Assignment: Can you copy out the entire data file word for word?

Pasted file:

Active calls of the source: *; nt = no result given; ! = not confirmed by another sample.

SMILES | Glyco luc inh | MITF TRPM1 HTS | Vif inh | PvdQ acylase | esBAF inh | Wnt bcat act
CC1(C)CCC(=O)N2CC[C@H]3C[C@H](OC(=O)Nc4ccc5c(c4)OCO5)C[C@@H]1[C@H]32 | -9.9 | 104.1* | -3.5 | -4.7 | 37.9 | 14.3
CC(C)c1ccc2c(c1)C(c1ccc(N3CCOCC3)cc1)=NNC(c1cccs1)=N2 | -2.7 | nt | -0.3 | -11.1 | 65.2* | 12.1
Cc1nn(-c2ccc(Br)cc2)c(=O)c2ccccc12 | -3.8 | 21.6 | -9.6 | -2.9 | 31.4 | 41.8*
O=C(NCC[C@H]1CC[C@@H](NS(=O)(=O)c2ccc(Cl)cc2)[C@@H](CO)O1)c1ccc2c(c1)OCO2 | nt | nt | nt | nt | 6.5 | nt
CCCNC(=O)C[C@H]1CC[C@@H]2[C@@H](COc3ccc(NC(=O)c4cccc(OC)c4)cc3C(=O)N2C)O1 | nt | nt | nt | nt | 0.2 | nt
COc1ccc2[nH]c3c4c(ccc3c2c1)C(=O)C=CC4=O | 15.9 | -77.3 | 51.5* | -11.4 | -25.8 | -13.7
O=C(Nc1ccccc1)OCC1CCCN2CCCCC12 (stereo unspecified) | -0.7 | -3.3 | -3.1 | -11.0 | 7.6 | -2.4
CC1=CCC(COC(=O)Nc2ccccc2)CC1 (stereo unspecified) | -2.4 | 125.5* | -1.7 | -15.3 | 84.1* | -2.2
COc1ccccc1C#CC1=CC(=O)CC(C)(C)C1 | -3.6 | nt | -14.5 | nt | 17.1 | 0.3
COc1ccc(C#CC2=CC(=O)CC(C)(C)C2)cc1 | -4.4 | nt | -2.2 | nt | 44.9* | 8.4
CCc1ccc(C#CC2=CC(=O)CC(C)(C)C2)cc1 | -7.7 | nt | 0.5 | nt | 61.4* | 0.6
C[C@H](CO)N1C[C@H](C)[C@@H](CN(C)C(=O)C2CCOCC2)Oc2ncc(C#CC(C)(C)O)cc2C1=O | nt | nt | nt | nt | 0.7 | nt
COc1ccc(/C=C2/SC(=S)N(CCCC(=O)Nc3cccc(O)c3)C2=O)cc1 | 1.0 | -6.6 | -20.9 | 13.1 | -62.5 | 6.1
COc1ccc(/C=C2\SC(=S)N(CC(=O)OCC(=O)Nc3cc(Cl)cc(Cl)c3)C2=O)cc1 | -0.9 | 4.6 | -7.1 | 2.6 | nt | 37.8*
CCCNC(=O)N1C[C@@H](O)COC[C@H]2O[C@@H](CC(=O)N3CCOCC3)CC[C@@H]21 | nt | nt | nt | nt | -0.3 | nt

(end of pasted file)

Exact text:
Active calls of the source: *; nt = no result given; ! = not confirmed by another sample.

SMILES | Glyco luc inh | MITF TRPM1 HTS | Vif inh | PvdQ acylase | esBAF inh | Wnt bcat act
CC1(C)CCC(=O)N2CC[C@H]3C[C@H](OC(=O)Nc4ccc5c(c4)OCO5)C[C@@H]1[C@H]32 | -9.9 | 104.1* | -3.5 | -4.7 | 37.9 | 14.3
CC(C)c1ccc2c(c1)C(c1ccc(N3CCOCC3)cc1)=NNC(c1cccs1)=N2 | -2.7 | nt | -0.3 | -11.1 | 65.2* | 12.1
Cc1nn(-c2ccc(Br)cc2)c(=O)c2ccccc12 | -3.8 | 21.6 | -9.6 | -2.9 | 31.4 | 41.8*
O=C(NCC[C@H]1CC[C@@H](NS(=O)(=O)c2ccc(Cl)cc2)[C@@H](CO)O1)c1ccc2c(c1)OCO2 | nt | nt | nt | nt | 6.5 | nt
CCCNC(=O)C[C@H]1CC[C@@H]2[C@@H](COc3ccc(NC(=O)c4cccc(OC)c4)cc3C(=O)N2C)O1 | nt | nt | nt | nt | 0.2 | nt
COc1ccc2[nH]c3c4c(ccc3c2c1)C(=O)C=CC4=O | 15.9 | -77.3 | 51.5* | -11.4 | -25.8 | -13.7
O=C(Nc1ccccc1)OCC1CCCN2CCCCC12 (stereo unspecified) | -0.7 | -3.3 | -3.1 | -11.0 | 7.6 | -2.4
CC1=CCC(COC(=O)Nc2ccccc2)CC1 (stereo unspecified) | -2.4 | 125.5* | -1.7 | -15.3 | 84.1* | -2.2
COc1ccccc1C#CC1=CC(=O)CC(C)(C)C1 | -3.6 | nt | -14.5 | nt | 17.1 | 0.3
COc1ccc(C#CC2=CC(=O)CC(C)(C)C2)cc1 | -4.4 | nt | -2.2 | nt | 44.9* | 8.4
CCc1ccc(C#CC2=CC(=O)CC(C)(C)C2)cc1 | -7.7 | nt | 0.5 | nt | 61.4* | 0.6
C[C@H](CO)N1C[C@H](C)[C@@H](CN(C)C(=O)C2CCOCC2)Oc2ncc(C#CC(C)(C)O)cc2C1=O | nt | nt | nt | nt | 0.7 | nt
COc1ccc(/C=C2/SC(=S)N(CCCC(=O)Nc3cccc(O)c3)C2=O)cc1 | 1.0 | -6.6 | -20.9 | 13.1 | -62.5 | 6.1
COc1ccc(/C=C2\SC(=S)N(CC(=O)OCC(=O)Nc3cc(Cl)cc(Cl)c3)C2=O)cc1 | -0.9 | 4.6 | -7.1 | 2.6 | nt | 37.8*
CCCNC(=O)N1C[C@@H](O)COC[C@H]2O[C@@H](CC(=O)N3CCOCC3)CC[C@@H]21 | nt | nt | nt | nt | -0.3 | nt